An alternative vaccine might employ one or a number of antigens of the virus prepared by recombinant DNA technology, probably in commercial yeast cells. Much progress on this approach has been made by a number of groups recently (National Institute of Allergy and Infectious Diseases, Chiron Corporation, Merck Sharp & Dohme [National Institute of Allergy and Infectious Diseases, 1985]) and has been reviewed by Purcell et al. (1984). One of these noninfective antigens might be ideal for inclusion in a complex vaccine against multiple agents. A possible combination would include an HAV subunit and agents of the herpesvirus family (e.g., herpes simplex, cytomegalovirus, and varicella-zoster).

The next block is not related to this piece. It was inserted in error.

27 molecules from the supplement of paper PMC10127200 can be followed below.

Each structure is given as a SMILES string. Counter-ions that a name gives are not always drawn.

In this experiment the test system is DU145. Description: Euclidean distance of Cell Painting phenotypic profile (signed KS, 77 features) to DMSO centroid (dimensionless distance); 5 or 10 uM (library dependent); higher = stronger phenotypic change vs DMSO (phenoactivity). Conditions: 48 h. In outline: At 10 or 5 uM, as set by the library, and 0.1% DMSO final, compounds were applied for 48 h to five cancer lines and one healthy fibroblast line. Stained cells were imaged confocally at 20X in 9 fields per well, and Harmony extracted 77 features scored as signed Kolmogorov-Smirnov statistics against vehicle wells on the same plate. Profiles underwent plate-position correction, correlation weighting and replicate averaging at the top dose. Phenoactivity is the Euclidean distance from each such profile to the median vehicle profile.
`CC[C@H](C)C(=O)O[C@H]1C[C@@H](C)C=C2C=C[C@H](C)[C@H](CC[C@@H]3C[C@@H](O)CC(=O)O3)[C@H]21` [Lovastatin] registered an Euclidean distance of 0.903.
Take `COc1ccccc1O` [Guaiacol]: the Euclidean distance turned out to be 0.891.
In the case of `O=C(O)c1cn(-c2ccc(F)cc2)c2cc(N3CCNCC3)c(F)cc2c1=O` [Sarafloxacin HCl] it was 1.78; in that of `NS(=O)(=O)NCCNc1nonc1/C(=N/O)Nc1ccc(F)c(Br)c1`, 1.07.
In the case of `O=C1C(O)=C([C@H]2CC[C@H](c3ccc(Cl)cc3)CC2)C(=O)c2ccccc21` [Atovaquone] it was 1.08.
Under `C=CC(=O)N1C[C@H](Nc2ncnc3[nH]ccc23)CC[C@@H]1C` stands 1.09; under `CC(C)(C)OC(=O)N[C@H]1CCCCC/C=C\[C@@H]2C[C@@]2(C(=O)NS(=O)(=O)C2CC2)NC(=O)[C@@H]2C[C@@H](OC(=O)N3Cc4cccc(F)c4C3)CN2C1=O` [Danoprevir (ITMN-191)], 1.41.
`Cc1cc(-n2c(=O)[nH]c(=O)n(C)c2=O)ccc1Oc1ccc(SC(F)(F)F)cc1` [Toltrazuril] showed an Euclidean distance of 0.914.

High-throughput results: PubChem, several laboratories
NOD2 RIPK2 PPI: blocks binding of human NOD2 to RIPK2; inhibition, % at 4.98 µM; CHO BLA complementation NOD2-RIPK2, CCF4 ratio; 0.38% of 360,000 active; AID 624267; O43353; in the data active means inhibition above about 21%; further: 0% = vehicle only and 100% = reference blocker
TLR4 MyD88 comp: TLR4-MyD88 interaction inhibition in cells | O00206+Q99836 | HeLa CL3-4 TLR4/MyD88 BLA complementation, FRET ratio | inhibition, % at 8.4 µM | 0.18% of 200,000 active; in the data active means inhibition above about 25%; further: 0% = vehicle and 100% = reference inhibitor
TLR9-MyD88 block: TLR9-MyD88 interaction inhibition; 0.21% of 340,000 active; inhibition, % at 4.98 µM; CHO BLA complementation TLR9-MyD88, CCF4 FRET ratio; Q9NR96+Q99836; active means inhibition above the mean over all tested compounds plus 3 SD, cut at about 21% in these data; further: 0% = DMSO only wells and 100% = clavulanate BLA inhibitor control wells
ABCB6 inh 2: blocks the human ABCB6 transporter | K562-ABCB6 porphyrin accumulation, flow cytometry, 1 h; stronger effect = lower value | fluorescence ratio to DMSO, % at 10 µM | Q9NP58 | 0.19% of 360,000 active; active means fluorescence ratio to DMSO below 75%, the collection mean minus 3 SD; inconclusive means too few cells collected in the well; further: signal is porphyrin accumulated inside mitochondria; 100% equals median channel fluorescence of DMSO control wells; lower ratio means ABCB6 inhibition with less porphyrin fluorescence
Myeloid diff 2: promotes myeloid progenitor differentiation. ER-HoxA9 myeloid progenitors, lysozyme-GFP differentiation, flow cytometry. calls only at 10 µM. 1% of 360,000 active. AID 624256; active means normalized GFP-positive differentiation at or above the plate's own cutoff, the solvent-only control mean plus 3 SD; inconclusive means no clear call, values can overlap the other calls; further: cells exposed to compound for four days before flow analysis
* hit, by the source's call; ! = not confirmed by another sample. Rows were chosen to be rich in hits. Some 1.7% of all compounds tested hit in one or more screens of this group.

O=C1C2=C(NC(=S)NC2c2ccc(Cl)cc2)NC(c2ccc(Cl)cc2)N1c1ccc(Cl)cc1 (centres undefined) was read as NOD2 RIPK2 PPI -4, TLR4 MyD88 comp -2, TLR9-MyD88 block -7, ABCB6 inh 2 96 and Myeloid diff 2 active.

Other approaches to hepatitis A vaccines include the use of synthetic peptides mimicking portions of the viral coat proteins. These would be used with adjuvants or carriers.
A single injection of live virus vaccine would be expected to induce lifetime immunity. The noninfective antigens might have to be administered intermittently. Predictions on the prospects of vaccine development are shown in Table 5.1.
Clinical testing of an attenuated live virus vaccine prepared by the National Institute of Allergy and Infectious Diseases has been projected for 1986 (National Institute of Allergy and Infectious Diseases, 1985).
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